Monday, May 6, 2013

Happy Birthday, Siggy

One hundred, fifty-seven years ago today, little ‘Siggy’ was born to a young, beautiful mother and an aging father. Sigmund Freud (b. May 6, 1856) would grow up to be the father of psychoanalysis. He would give us both a way of conceiving of the mind, by emphasizing the Unconscious, and a technique for accessing it, free association. It was from his self analysis, especially of his dreams, that he developed the latter, and wrote his magnum opus The Interpretation of Dreams (1900).

A lot in psychoanalysis has changed since fin de siècle Vienna. While Freud conceived of the mind as monadic, a closed energy system pressing for the discharge of the libidinal and aggressive drives, contemporary psychoanalysts now recognize that the mind develops within, and is continually influenced by, an interpersonal context. Freud in 1923 posited the structural theory of the mind and a dynamic unconscious where the id, ego, and superego were in constant conflict. Today, additional motivations, including intersubjectivity and attachment, are privileged. Dissociation seems as prevalent, or more so, than repression of conflictual material.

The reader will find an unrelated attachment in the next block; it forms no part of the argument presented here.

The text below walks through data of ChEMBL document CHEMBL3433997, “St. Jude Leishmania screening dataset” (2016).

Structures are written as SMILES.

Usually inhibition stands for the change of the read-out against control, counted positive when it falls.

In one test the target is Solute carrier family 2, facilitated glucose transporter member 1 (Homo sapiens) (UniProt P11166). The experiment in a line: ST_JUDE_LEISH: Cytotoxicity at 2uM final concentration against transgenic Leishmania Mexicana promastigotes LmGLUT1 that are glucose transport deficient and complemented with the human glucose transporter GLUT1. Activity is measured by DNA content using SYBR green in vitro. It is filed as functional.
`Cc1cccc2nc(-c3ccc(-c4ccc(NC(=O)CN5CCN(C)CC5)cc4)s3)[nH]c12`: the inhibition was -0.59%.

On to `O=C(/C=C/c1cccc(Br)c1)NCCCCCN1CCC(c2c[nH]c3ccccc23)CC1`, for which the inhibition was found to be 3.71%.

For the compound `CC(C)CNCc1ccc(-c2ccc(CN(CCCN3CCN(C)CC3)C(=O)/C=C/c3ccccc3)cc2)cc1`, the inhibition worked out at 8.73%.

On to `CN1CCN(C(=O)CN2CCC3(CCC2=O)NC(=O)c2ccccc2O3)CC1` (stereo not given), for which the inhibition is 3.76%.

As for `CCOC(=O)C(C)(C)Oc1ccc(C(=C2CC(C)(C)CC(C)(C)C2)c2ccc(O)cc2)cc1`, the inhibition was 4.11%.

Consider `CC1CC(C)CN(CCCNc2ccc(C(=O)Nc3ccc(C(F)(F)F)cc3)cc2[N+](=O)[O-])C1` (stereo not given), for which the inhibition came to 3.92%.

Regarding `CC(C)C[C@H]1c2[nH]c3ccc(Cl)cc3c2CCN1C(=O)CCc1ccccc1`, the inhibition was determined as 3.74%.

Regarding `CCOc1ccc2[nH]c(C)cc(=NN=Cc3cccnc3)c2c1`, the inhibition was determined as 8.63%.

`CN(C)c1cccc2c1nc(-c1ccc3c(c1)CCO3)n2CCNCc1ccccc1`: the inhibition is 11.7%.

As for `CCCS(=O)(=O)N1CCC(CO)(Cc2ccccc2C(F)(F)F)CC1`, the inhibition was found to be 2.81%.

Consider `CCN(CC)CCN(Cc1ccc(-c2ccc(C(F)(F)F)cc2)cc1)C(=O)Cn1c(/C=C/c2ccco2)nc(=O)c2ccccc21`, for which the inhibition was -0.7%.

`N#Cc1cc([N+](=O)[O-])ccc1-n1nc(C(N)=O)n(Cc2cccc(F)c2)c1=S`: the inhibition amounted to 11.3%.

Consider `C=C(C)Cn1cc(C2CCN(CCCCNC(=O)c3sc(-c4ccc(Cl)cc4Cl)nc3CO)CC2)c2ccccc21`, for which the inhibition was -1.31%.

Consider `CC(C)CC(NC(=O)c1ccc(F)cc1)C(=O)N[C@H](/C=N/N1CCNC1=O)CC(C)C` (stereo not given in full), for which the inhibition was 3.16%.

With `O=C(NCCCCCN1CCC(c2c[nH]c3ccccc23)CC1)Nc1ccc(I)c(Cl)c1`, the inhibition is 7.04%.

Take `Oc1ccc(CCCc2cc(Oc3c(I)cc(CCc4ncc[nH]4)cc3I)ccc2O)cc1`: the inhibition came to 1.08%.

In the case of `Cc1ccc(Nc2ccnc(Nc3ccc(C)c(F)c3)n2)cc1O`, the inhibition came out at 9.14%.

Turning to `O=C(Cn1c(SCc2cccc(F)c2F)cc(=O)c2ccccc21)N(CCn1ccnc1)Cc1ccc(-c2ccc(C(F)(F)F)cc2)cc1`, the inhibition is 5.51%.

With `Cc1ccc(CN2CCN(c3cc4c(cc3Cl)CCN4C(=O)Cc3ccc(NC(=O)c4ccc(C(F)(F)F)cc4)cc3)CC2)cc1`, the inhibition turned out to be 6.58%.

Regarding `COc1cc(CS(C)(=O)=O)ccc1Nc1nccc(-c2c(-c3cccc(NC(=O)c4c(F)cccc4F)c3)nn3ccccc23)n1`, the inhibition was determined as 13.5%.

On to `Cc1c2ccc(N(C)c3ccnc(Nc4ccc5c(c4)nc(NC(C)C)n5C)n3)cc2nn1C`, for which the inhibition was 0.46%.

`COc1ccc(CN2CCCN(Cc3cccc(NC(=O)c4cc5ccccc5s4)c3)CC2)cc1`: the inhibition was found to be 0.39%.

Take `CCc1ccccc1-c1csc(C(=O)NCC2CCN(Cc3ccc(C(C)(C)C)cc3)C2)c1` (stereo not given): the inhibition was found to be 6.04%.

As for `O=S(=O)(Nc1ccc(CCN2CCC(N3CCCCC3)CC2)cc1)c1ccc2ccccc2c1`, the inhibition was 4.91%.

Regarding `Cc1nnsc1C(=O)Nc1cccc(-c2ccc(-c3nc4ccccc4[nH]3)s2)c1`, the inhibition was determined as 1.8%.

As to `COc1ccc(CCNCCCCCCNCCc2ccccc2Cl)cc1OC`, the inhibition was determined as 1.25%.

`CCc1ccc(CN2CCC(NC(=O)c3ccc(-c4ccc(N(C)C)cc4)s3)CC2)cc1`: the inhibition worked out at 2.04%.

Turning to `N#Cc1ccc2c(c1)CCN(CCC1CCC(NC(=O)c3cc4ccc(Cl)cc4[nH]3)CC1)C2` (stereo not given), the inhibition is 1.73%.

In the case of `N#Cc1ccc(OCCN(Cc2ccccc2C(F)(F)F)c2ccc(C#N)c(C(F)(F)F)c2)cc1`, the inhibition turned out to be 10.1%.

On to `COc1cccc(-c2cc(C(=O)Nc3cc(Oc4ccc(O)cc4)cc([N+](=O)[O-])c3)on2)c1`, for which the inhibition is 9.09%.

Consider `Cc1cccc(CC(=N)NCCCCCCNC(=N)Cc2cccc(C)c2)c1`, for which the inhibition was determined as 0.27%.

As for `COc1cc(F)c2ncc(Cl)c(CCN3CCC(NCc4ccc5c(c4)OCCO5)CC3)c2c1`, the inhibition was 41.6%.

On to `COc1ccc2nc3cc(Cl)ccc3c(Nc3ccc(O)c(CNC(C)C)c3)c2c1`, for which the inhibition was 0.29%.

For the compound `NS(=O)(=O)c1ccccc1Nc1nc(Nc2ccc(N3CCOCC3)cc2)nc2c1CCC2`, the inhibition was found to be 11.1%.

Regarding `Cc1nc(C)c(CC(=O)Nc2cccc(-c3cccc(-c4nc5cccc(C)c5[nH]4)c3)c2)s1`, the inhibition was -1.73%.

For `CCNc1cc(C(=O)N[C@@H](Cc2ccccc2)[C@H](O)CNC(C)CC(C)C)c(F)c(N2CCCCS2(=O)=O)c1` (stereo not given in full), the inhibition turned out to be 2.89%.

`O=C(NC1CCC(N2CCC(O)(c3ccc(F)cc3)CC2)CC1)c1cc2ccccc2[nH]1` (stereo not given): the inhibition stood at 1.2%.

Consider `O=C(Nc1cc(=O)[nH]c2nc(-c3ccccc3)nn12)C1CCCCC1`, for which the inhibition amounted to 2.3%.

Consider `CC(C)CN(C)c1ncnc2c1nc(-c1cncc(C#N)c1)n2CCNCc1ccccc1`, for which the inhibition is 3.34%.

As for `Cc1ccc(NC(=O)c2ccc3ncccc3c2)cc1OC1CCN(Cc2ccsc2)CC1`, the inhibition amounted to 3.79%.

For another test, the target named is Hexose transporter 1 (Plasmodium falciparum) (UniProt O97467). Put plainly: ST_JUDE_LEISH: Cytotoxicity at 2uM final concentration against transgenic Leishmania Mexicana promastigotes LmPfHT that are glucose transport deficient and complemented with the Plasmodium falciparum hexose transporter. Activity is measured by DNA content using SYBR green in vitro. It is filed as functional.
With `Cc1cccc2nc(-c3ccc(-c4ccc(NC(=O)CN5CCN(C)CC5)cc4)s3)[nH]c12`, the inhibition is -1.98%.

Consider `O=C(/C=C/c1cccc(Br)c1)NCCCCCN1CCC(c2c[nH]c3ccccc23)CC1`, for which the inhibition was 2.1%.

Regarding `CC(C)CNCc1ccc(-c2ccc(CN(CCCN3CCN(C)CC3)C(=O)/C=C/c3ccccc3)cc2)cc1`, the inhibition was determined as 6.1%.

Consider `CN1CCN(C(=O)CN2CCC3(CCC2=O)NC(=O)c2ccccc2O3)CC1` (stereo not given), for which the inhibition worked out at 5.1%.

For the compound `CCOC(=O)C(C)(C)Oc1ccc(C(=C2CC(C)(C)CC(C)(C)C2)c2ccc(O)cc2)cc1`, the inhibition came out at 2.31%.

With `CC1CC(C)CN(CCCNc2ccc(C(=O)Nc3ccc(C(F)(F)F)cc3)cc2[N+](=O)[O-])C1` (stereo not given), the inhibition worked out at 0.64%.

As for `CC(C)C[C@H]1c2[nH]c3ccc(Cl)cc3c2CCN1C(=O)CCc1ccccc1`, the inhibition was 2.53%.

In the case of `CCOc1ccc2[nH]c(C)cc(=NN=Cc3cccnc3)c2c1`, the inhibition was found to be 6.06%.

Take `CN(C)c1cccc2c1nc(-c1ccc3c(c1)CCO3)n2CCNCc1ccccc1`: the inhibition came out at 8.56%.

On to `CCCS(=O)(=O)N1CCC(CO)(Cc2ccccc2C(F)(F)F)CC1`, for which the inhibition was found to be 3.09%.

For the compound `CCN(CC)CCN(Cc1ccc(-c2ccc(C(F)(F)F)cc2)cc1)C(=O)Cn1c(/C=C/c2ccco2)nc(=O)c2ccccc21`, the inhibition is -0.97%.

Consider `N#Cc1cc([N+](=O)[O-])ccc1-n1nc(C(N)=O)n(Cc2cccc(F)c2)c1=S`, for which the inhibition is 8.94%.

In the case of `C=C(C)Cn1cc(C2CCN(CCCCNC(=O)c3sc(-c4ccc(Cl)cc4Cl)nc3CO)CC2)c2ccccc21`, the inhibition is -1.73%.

In Vienna, Freud advised abstinence, neutrality, and anonymity to avoid the pitfalls of the heightened psychological intimacy engendered in the therapeutic situation. Today we recognize the inevitability and usefulness of intimate (not physical) involvement with patients and how enactments, if reflected upon, aid the psychoanalytic process.  Freud conceived that relational patterns are ‘transferred’ from previous important relationship figures onto the analyst, and today we also make use of the real and unique components in the therapeutic relationship. Perhaps one of my favorite ideas of Freud’s is that patient’s and analyst’s unconscious speak to one another, something now confirmed by neuroscience research and elaborated in ideas about implicit relational knowing.

Freud catapulted us into a great adventure, and thus we are exploring a vast, unknown frontier. Psychoanalysts report high job satisfaction and an unparalleled professional longevity and for these we are grateful. So HAPPY BIRTHDAY, Siggy!

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